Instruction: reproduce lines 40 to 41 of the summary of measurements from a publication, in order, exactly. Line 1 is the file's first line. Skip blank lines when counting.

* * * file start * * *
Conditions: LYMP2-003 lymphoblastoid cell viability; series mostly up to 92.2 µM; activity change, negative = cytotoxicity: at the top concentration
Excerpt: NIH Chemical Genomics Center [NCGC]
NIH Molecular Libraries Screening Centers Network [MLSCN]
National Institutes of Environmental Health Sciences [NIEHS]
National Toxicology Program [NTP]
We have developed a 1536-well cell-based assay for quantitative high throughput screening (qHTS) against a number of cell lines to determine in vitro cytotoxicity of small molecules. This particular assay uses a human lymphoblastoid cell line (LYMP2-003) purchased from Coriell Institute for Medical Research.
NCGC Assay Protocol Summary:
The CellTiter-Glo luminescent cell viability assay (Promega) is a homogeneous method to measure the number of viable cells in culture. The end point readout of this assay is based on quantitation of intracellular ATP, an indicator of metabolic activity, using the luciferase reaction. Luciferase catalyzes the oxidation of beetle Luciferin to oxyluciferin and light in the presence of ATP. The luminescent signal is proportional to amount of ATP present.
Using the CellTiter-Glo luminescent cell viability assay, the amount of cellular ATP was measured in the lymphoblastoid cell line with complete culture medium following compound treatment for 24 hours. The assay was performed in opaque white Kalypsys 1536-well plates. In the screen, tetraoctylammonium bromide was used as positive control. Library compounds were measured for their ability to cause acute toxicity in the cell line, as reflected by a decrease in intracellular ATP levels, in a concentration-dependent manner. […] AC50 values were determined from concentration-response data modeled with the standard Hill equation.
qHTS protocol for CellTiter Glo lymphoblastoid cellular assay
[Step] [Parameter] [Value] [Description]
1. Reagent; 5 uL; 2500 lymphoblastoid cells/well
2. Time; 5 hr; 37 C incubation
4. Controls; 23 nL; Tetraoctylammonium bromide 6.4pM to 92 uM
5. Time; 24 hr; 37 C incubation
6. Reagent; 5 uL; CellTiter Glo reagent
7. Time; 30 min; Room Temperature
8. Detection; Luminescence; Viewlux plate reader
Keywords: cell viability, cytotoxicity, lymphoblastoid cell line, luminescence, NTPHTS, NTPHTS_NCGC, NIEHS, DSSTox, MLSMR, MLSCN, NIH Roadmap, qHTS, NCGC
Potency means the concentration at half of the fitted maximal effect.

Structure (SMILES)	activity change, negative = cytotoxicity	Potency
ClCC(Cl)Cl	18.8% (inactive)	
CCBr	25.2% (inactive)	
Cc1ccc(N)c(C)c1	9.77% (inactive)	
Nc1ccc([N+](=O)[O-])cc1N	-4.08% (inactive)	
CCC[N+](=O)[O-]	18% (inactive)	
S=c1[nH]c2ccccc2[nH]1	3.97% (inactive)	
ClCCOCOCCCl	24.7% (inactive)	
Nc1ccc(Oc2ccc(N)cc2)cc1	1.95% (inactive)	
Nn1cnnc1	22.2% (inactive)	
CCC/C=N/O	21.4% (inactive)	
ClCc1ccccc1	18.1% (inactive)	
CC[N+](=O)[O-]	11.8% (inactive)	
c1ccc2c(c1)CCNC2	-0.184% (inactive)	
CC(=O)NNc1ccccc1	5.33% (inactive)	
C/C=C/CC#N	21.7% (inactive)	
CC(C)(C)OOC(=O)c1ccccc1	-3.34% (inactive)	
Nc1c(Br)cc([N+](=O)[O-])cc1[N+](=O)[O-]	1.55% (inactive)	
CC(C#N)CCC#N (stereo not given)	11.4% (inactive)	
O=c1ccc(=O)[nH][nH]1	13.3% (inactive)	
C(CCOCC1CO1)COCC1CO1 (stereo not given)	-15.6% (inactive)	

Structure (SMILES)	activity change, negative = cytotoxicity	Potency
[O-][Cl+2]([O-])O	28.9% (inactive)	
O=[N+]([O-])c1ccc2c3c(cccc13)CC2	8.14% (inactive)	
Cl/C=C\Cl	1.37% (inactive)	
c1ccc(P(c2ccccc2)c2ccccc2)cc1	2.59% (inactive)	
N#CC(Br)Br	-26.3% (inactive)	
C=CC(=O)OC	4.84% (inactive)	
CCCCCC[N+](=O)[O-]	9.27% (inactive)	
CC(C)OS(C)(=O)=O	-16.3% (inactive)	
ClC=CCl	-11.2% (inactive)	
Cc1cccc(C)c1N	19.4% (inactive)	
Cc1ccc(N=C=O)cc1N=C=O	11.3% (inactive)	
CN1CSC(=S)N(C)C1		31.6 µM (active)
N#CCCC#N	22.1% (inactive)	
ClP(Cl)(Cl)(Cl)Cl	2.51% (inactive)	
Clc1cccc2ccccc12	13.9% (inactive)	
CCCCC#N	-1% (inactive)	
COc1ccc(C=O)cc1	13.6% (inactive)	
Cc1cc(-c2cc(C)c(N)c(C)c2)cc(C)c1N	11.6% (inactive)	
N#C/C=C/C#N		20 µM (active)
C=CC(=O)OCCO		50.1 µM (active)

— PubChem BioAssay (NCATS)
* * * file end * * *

O=c1ccc(=O)[nH][nH]1	13.3% (inactive)	
C(CCOCC1CO1)COCC1CO1 (stereo not given)	-15.6% (inactive)	